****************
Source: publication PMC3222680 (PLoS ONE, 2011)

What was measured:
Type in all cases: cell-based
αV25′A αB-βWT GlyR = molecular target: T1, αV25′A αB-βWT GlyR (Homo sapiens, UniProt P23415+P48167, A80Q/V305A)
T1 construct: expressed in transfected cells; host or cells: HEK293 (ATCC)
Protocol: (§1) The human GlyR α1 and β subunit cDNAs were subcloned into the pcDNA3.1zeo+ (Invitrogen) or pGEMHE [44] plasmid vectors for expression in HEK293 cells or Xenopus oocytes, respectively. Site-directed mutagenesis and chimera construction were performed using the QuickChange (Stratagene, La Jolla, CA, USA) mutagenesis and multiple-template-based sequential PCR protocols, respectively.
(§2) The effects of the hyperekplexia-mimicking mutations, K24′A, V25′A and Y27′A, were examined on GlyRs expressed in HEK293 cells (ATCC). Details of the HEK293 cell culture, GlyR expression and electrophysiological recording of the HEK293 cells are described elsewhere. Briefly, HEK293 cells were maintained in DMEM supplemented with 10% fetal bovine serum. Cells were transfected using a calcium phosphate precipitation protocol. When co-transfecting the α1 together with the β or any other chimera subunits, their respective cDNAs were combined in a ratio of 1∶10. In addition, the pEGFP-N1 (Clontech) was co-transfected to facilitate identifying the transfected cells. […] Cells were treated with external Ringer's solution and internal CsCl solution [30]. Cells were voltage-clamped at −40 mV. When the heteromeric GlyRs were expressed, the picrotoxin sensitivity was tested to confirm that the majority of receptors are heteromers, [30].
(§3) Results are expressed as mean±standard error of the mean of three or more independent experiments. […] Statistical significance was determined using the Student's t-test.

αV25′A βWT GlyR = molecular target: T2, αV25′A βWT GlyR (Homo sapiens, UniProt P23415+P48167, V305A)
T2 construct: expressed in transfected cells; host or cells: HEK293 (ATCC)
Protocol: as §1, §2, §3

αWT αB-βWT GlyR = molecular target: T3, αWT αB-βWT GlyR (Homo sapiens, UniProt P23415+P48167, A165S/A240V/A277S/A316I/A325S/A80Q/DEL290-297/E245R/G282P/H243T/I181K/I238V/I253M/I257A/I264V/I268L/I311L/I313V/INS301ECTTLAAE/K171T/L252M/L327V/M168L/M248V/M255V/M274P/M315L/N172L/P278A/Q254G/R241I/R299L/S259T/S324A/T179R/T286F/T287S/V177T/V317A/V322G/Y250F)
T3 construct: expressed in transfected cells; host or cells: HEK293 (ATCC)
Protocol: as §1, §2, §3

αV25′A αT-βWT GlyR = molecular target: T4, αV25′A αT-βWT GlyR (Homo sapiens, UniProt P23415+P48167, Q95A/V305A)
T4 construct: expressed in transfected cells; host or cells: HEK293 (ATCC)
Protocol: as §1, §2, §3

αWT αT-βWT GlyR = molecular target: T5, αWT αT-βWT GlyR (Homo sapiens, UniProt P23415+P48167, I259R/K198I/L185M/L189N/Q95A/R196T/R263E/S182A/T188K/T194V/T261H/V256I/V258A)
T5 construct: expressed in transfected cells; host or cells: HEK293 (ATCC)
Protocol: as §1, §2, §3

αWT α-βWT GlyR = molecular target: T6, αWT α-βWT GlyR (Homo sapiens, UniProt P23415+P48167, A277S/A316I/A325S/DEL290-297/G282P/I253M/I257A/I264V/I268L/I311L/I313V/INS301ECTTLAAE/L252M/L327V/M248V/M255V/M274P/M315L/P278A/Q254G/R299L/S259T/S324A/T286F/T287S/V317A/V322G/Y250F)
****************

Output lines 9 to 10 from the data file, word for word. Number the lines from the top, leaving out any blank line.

αV25′A βWT GlyR = molecular target: T2, αV25′A βWT GlyR (Homo sapiens, UniProt P23415+P48167, V305A)
T2 construct: expressed in transfected cells; host or cells: HEK293 (ATCC)